Chapter 17. Deploying Our New Code

It’s time to deploy our brilliant new validation code to our live servers. This will be a chance to see our automated deploy scripts in action for the second time.

Note

At this point I want to say a huge thanks to Andrew Godwin and the whole Django team. Up until Django 1.7, I used to have a whole long section, entirely devoted to migrations. Migrations now “just work”, so I was able to drop it altogether. Thanks for all the great work, gang!

Staging Deploy

We start with the staging server:

$ git push
$ cd deploy_tools
$ fab deploy:host=elspeth@superlists-staging.ottg.eu
[...]
Disconnecting from superlists-staging.ottg.eu... done.

Restart Gunicorn:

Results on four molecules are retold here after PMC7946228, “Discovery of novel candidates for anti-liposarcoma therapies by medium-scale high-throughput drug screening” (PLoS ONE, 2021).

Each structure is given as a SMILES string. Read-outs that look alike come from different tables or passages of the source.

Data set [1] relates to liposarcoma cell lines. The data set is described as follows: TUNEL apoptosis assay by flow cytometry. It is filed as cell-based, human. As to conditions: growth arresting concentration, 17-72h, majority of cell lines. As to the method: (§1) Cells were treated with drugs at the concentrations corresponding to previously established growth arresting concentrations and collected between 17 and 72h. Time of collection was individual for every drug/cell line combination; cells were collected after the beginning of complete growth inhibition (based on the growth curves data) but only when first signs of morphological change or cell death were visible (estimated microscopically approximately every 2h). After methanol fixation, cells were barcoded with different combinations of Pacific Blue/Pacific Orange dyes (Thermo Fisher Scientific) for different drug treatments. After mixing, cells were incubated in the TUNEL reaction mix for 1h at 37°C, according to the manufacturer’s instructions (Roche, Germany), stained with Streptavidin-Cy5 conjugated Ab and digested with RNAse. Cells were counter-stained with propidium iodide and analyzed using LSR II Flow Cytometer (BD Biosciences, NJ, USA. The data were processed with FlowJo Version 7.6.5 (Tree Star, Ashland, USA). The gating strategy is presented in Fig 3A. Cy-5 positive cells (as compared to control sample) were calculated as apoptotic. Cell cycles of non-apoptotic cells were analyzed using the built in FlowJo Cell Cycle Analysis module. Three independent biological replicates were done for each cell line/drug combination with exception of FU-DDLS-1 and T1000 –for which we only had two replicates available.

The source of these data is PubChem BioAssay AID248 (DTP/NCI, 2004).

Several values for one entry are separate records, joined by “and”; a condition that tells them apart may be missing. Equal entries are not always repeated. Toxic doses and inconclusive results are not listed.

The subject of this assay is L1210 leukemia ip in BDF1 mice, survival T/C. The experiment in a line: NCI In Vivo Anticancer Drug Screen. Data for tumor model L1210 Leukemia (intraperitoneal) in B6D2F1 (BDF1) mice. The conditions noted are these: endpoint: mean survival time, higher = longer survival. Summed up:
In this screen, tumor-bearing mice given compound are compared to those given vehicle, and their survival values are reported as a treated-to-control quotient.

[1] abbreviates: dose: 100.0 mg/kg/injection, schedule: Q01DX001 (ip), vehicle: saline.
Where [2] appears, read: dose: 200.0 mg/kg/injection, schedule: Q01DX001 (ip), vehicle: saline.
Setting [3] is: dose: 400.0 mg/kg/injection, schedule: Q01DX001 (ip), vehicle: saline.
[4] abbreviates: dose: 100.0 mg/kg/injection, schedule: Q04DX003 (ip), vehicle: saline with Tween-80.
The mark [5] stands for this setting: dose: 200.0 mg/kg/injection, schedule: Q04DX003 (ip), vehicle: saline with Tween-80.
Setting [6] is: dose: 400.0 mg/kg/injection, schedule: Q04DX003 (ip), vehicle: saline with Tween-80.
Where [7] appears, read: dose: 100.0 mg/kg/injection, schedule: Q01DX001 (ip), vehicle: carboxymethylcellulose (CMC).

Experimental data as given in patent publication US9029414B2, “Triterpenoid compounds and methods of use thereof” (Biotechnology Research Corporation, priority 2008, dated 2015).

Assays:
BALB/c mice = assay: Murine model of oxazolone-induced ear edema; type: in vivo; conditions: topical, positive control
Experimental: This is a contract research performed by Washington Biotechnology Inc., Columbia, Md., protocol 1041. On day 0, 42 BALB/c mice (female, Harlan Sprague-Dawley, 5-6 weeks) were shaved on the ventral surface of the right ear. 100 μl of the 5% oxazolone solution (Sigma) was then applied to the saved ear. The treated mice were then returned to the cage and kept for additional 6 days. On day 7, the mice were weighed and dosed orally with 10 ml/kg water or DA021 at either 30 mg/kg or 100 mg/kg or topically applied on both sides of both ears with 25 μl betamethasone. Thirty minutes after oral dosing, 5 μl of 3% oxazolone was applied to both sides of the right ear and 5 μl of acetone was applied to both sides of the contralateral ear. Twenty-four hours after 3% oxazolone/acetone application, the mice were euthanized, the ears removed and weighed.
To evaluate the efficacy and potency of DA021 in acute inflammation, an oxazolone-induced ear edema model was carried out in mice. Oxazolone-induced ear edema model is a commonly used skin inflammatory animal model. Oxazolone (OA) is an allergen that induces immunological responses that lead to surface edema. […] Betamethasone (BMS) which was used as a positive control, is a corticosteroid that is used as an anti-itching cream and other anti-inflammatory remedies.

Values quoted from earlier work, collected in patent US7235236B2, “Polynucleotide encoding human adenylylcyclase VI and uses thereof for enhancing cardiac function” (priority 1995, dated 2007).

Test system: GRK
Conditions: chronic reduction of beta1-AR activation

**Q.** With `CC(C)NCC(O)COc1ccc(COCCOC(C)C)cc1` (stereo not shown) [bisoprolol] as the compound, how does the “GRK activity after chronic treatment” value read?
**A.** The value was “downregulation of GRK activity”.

elspeth@server:$ sudo systemctl restart gunicorn-superlists-staging.ottg.eu

And run the tests against staging:

$ STAGING_SERVER=superlists-staging.ottg.eu python manage.py test functional_tests
OK

Live Deploy

Assuming all is well, we then run our deploy against live:

$ fab deploy:host=elspeth@superlists.ottg.eu
elspeth@server:$ sudo service gunicorn-superlists.ottg.eu restart

What to Do If You See a Database Error

Because our migrations introduce a new integrity constraint, you may find that it fails to apply because some existing data violates that constraint.

At this point you have two choices:

  • Delete the database on the server and try again. After all, it’s only a toy project!

  • Learn about data migrations. See Appendix D.

Wrap-Up: git tag the New Release

The last thing to do is to tag ...

Get Test-Driven Development with Python, 2nd Edition now with the O’Reilly learning platform.

O’Reilly members experience live online training, plus books, videos, and digital content from nearly 200 publishers.